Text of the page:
{:guardian_db, "~> 0.5"}]
end

Guardian requires configuration so open config/config.exs and add configs for guardian and guardian_db:

config :guardian, Guardian,
issuer: "reph2",
ttl: {30, :days},
secret_key: "a big secured secret key",
serializer: Reph.Guardian.Serializer,
hooks: GuardianDb
config :guardian_db, GuardianDb,
repo: Reph.Repo,
schema_name: "tokens"

Tip: you can generate secret key with “mix phoenix.gen.secret” but you need to save the config first because running tasks requires project compilation which will fail without the config in place.

As you can see, we will use GuardianDB to persist tokens which means we need a migration to create “tokens” table. Create migration with

mix ecto.gen.migration create_tokens

and update priv/repo/migrations/%DATETIME%_create_tokens.exs:

Now let’s start with a simple User model which will only have id, email and password (hash). Also we will need 2 virtual fields for validation purpose — password_plain and terms_confirmed. We’ll generate the model with Phoenix generator:

mix phoenix.gen.model User users email password

Since email should be unique, add such a key to the column in priv/repo/migrations/%DATETIME%_create_user.exs:

Now you can run “mix ecto.setup” to create database and run 2 migrations — for users and guardian tokens. To add virtual fields to User model, open web/models/user.ex and update schema:

schema "users" do
field :email, :string
field :password, :string
field :password_plain, :string, virtual: true
field :terms_confirmed, :boolean, virtual: true
  timestamps
end

Also I suggest to add alias for Reph.Repo — just add this line to the beginning of User model file:

alias Reph.Repo

List of required fields will contain data sent from client and optional fields will only have password, where we will put hash of password_plain:

@required_fields ~w(email password_plain terms_confirmed)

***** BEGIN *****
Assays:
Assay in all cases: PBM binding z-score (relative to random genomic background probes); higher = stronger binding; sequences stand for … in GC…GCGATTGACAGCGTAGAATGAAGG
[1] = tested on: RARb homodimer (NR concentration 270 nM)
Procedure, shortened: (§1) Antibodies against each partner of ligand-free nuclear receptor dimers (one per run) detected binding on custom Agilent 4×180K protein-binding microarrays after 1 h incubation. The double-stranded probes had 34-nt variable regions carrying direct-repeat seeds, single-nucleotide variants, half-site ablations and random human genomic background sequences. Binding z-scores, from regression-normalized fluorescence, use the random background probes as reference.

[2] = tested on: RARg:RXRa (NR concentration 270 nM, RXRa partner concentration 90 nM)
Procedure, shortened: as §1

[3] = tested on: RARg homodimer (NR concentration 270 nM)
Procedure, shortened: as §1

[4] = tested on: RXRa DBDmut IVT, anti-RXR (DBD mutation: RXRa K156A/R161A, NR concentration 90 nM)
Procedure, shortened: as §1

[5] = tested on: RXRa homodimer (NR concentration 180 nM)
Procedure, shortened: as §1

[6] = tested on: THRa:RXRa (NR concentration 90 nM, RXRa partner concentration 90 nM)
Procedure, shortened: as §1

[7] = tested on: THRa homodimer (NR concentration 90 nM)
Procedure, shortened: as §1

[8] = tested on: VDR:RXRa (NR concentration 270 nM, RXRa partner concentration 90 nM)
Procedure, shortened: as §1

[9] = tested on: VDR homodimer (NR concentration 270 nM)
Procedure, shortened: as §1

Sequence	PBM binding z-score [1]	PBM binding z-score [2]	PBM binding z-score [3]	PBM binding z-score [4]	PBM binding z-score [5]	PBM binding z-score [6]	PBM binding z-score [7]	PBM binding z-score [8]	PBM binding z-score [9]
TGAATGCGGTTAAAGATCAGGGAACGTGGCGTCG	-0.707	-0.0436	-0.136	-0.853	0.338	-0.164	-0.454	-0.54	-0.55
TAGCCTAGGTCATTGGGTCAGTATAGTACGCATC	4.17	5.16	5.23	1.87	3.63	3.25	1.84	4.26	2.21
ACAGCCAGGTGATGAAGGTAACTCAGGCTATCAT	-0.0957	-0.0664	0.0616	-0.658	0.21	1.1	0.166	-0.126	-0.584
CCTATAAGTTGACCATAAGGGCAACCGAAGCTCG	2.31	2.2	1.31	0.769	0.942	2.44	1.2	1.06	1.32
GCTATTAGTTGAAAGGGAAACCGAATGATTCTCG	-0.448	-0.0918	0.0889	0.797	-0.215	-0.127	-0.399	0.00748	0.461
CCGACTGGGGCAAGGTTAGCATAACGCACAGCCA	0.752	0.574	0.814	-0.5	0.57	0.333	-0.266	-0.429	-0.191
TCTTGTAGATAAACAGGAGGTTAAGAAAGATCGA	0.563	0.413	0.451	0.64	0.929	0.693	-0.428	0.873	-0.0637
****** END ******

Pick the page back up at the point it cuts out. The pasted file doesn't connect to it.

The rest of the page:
@optional_fields ~w(password)

In changeset/2 function we will perform all validations and set password field. Setting password field means hashing of virtual password_plain field and setting the hash to password field. To do this, let’s create a function cs_encrypt_password (“cs” stands for changeset) which will set the field when all validations passed and just return the same changeset if not:

defp cs_encrypt_password(%Ecto.Changeset{valid?: true, changes: %{password_plain: pwd}} = cs) do
put_change(cs, :password, Comeonin.Bcrypt.hashpwsalt(pwd))
end
defp cs_encrypt_password(cs), do: cs

And here is what changeset/2 function will look like:

def changeset(model, params \\ :empty) do
model
|> cast(params, @required_fields, @optional_fields)
|> validate_format(:email, ~r/@/, message: "Email format is not valid")
|> validate_length(:password_plain, min: 5, message: "Password should be 5 or more characters long")
|> validate_confirmation(:password_plain, message: "Password confirmation doesn’t match")
|> unique_constraint(:email, message: "This email is already taken")
|> validate_change(:terms_confirmed, fn
_, true -> []
_, _ -> [terms_confirmed: "Please confirm terms and conditions"]
end)
|> cs_encrypt_password()
end

In the User model we will also process users signin/signup actions. Signup will be very simple since all related logic is already defined in changeset/2:

def signup(params) do
%__MODULE__{}
|> changeset(params)
|> Repo.insert()
end

Signin will require a function to check password based on user model loaded and password provided by user. If user was not loaded (not found by email), we will perform a dummy password check. The reason for this check is in order to make user enumeration by timing responses more difficult. We might want this check only on real prod so let’s also add an if-condition to not do this unless we are running with MIX_ENV=prod:

defp check_password(%__MODULE__{password: hash} = user, password) do
case Comeonin.Bcrypt.checkpw(password, hash) do
true -> {:ok, user}
false -> {:error, "Invalid email or password"}
end
end
defp check_password(nil, _password) do
if Mix.env == :prod do
Comeonin.Bcrypt.dummy_checkpw()
end
{:error, "Invalid email or password"}
end

Now when we can check passwords, let’s write signin function:

def signin(params) do
email = Map.get(params, "email", "")
password = Map.get(params, "password", "")
__MODULE__
|> Repo.get_by(email: String.downcase(email))
|> check_password(password)
end

And here is complete code for web/model/user.ex:

Once you have User model in place, create Guardian serializer which will handle it’s serialization. Open file lib/reph/guardian/serializer.ex and put the following:

To login and register, we will use websocket connection as a transport. Once user successfully registered, login action will be immediately fired to authorize him. Since we need user auth status on server side (stored in session) to allow or disallow access to our app, in response to login we’ll send user a short-lived token. This token must be used in very limited timeframe at a proxy verification page. If token successfully validated, we will authorize user with Guardian and redirect him to the app.

Let’s start with an Auth channel — web/channels/auth_channel.ex and add signin/signup handlers where we will send short-lived auth token to client in case of success:

And add it to web/channels/user_socket.ex channels section: